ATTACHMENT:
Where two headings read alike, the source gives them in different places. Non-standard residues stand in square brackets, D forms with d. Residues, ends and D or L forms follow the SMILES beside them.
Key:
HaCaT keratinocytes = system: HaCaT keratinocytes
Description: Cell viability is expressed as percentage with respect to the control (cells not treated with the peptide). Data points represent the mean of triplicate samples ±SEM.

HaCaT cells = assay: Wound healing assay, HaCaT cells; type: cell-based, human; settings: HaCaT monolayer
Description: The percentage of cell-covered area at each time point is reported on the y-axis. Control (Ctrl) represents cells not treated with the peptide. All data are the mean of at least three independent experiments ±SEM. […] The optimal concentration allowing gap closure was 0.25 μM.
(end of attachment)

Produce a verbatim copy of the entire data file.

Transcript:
Where two headings read alike, the source gives them in different places. Non-standard residues stand in square brackets, D forms with d. Residues, ends and D or L forms follow the SMILES beside them.
Key:
HaCaT keratinocytes = system: HaCaT keratinocytes
Description: Cell viability is expressed as percentage with respect to the control (cells not treated with the peptide). Data points represent the mean of triplicate samples ±SEM.

HaCaT cells = assay: Wound healing assay, HaCaT cells; type: cell-based, human; settings: HaCaT monolayer
Description: The percentage of cell-covered area at each time point is reported on the y-axis. Control (Ctrl) represents cells not treated with the peptide. All data are the mean of at least three independent experiments ±SEM. […] The optimal concentration allowing gap closure was 0.25 μM.